For the most part, we don’t play games – real life is challenging enough, and you can’t beat its graphics or immersive experience. But there are still plenty of times when a computer game would be just the thing. Even more so than with other software, we encourage you to check out recommendations from previous years, since many of those games remain extremely enjoyable for those who weren’t exposed to them originally, and you can probably pick them up cheaply from previous owners or on eBay.
Serious Flight Simulation — Some things are predictable, and one of them is Andy J. W. Affleck’s suggestion of Solitaire Till Dawn from Semicolon Software ($25). He also reiterated his plug for Neverwinter Nights ($50) from last year before heading into new territory. "This year, my new obsession was my birthday present to myself. I got both a Saitek Cyborg Evo joystick ($70) and X-Plane ($80). The two, together, create a fantastic flight simulation which transcends simple messing about in planes. They become a tool for anyone who wishes to learn to fly. I’ve been working through online tutorials that discuss the basics of flight (from the theoretical to the mechanical) and working with X-Plane to practice. I certainly don’t feel that I could take the stick of a plane after the pilots have been overtaken by food poisoning and would prefer to leave things to the Otto Pilot, but I am having a great deal of fun. On my 1.25 GHz 15-inch PowerBook G4, it runs pretty well, though I can’t turn on all the graphical niceties if I want reasonable animation speed. Luckily, X-Plane lets you adjust how much it displays to compensate for older/slower video cards. Do read through their site and make sure you have the right hardware, as the game is demanding. But if you have the right stuff, you can have the Right Stuff."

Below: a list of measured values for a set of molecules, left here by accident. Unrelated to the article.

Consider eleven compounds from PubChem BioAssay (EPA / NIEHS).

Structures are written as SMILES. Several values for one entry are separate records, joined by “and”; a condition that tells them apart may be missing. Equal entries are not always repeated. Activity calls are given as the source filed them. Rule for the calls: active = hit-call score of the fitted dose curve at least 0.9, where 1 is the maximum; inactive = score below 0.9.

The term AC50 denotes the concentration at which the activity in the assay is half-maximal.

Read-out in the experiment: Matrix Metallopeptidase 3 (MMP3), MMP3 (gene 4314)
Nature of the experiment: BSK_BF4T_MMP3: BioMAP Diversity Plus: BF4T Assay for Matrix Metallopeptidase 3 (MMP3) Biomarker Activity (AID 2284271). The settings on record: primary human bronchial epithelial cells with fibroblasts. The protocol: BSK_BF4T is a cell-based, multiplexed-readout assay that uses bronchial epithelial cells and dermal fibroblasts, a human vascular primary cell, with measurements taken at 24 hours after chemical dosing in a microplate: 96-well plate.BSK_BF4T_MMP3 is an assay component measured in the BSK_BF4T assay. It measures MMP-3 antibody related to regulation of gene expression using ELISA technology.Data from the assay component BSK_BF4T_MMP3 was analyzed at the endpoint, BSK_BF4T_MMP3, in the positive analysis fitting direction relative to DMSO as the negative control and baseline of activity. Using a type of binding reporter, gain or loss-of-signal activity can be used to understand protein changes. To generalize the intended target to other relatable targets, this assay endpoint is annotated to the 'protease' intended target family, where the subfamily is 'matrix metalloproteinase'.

Five Games to Play with a Five-Year-Old — Andy didn’t stop there – he suggested a slate of games that his five-year-old son likes either to watch or to play himself. The floor is yours, Andy!
Cro-Mag Rally is a great, easy racing game. It’s well worth the $20 fee to unlock the challenging higher levels. If nothing else, it was worth getting so that my son and I can both walk around for a few days afterward saying things like "Sticky tires activated!" and "Whoa!" a lot. Maybe that’s just us.
NoLimits is a fun roller coaster simulator for $30. Its graphics lack polish in some areas (the landscape is filled with flat trees, and water is a flat surface) but the actual ride can be a lot of fun. It’s a lazy weekend morning tradition for my son to climb into our bed, me to get the laptop, and to ride roller coasters. It’s a lot of fun. Maybe that’s just us.
Pocket Tanks ($16) from BlitWise and Cornerstone TSP Games is a modern take on the classic tank game where you adjust the angle and power of a shot and attempt to hit another tank across the screen. In this version, you have a huge number of weapons to choose from (and expansion packs, which can be downloaded for free or for fee) and terrain that can be heavily damaged in often fun ways.
Super DX-Ball Delux ($16), also from BlitWise and Cornerstone, is another "breakout" style game. The main difference with this one is that it can have non-rectangular bricks that create situations where the ball caroms off in less predictable directions. Otherwise, it has the expected assortment of bonuses including the ability to shoot bricks, turn the ball into a fireball that can detonate groups of bricks, and more.